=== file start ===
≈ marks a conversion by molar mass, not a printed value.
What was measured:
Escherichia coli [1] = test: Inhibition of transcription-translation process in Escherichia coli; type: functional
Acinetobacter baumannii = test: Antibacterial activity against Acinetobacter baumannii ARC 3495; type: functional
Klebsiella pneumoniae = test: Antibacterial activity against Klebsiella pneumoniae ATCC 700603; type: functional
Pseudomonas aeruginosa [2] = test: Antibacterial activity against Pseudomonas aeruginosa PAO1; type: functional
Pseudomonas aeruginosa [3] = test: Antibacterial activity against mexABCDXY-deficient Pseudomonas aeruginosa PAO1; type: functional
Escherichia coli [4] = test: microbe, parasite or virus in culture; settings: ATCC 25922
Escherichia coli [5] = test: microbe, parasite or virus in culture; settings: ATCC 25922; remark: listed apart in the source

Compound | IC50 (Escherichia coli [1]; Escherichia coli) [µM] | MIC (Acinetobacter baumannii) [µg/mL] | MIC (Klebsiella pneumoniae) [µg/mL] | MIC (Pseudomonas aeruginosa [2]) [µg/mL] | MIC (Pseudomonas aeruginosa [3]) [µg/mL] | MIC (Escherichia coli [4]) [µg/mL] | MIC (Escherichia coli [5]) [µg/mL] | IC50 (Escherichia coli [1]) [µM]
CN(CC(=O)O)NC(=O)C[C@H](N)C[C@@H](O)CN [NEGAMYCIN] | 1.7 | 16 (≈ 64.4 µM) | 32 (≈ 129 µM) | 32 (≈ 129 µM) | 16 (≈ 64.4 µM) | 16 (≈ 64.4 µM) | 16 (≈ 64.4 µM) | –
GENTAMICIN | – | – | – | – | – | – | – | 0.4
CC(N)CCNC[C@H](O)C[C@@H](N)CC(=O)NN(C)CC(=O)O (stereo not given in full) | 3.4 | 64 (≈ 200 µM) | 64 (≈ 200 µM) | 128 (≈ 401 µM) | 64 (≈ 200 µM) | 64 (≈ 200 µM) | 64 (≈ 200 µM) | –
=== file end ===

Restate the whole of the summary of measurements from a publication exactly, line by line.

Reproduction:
≈ marks a conversion by molar mass, not a printed value.
What was measured:
Escherichia coli [1] = test: Inhibition of transcription-translation process in Escherichia coli; type: functional
Acinetobacter baumannii = test: Antibacterial activity against Acinetobacter baumannii ARC 3495; type: functional
Klebsiella pneumoniae = test: Antibacterial activity against Klebsiella pneumoniae ATCC 700603; type: functional
Pseudomonas aeruginosa [2] = test: Antibacterial activity against Pseudomonas aeruginosa PAO1; type: functional
Pseudomonas aeruginosa [3] = test: Antibacterial activity against mexABCDXY-deficient Pseudomonas aeruginosa PAO1; type: functional
Escherichia coli [4] = test: microbe, parasite or virus in culture; settings: ATCC 25922
Escherichia coli [5] = test: microbe, parasite or virus in culture; settings: ATCC 25922; remark: listed apart in the source

Compound | IC50 (Escherichia coli [1]; Escherichia coli) [µM] | MIC (Acinetobacter baumannii) [µg/mL] | MIC (Klebsiella pneumoniae) [µg/mL] | MIC (Pseudomonas aeruginosa [2]) [µg/mL] | MIC (Pseudomonas aeruginosa [3]) [µg/mL] | MIC (Escherichia coli [4]) [µg/mL] | MIC (Escherichia coli [5]) [µg/mL] | IC50 (Escherichia coli [1]) [µM]
CN(CC(=O)O)NC(=O)C[C@H](N)C[C@@H](O)CN [NEGAMYCIN] | 1.7 | 16 (≈ 64.4 µM) | 32 (≈ 129 µM) | 32 (≈ 129 µM) | 16 (≈ 64.4 µM) | 16 (≈ 64.4 µM) | 16 (≈ 64.4 µM) | –
GENTAMICIN | – | – | – | – | – | – | – | 0.4
CC(N)CCNC[C@H](O)C[C@@H](N)CC(=O)NN(C)CC(=O)O (stereo not given in full) | 3.4 | 64 (≈ 200 µM) | 64 (≈ 200 µM) | 128 (≈ 401 µM) | 64 (≈ 200 µM) | 64 (≈ 200 µM) | 64 (≈ 200 µM) | –